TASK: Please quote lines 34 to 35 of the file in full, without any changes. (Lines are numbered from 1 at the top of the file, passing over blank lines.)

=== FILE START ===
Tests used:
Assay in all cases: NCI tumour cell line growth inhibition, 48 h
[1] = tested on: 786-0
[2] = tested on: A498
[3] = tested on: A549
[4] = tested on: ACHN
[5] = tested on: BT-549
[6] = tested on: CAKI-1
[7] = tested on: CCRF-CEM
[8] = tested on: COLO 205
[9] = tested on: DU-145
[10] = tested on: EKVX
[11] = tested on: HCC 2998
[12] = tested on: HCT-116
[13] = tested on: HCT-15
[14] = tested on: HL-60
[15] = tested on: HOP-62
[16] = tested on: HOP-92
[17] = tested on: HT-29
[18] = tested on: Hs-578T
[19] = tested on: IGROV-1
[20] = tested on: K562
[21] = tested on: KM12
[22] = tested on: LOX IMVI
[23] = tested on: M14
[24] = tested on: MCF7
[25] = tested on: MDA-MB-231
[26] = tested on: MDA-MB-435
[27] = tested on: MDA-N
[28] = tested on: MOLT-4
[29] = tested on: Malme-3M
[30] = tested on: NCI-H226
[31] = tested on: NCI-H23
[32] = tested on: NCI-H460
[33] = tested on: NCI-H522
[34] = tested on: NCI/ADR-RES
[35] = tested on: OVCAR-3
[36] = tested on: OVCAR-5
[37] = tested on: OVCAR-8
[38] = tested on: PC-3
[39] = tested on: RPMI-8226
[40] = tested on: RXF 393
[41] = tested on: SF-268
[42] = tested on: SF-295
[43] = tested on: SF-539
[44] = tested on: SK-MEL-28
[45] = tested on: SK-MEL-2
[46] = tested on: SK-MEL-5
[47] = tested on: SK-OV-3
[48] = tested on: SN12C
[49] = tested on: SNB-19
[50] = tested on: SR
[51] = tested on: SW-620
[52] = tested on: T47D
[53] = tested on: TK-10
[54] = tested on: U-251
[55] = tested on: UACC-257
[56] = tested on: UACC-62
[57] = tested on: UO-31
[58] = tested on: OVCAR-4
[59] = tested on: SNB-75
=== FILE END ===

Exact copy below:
[32] = tested on: NCI-H460
[33] = tested on: NCI-H522